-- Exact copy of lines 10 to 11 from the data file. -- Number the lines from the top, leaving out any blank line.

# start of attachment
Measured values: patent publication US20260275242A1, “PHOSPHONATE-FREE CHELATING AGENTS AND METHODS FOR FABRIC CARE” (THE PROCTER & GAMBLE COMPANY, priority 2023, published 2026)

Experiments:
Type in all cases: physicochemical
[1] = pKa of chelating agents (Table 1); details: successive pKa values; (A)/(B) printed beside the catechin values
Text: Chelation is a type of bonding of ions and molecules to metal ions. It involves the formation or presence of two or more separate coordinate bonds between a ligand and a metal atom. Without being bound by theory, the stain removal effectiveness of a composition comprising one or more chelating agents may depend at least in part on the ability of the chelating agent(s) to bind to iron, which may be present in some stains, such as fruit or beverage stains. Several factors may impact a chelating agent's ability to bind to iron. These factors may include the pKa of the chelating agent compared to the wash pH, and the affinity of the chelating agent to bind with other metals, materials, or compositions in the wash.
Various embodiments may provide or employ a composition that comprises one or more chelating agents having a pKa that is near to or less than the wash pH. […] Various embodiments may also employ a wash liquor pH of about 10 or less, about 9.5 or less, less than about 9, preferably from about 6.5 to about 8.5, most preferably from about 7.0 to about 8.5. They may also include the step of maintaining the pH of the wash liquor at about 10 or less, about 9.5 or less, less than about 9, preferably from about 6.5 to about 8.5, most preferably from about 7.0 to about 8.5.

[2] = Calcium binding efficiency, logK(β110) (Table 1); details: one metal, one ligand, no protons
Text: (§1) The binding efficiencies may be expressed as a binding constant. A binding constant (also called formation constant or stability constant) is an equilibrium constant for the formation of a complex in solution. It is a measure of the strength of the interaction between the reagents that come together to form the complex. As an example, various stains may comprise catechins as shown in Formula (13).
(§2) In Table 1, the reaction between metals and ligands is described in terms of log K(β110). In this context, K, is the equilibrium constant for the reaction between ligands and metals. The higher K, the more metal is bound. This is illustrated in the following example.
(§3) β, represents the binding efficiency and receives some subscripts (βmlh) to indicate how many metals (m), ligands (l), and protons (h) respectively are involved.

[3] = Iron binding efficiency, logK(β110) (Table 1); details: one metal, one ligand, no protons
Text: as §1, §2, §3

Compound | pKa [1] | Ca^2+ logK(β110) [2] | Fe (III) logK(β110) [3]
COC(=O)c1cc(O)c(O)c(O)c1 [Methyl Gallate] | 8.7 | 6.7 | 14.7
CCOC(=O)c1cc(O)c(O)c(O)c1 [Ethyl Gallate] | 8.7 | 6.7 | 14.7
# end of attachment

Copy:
(§3) β, represents the binding efficiency and receives some subscripts (βmlh) to indicate how many metals (m), ligands (l), and protons (h) respectively are involved.

[3] = Iron binding efficiency, logK(β110) (Table 1); details: one metal, one ligand, no protons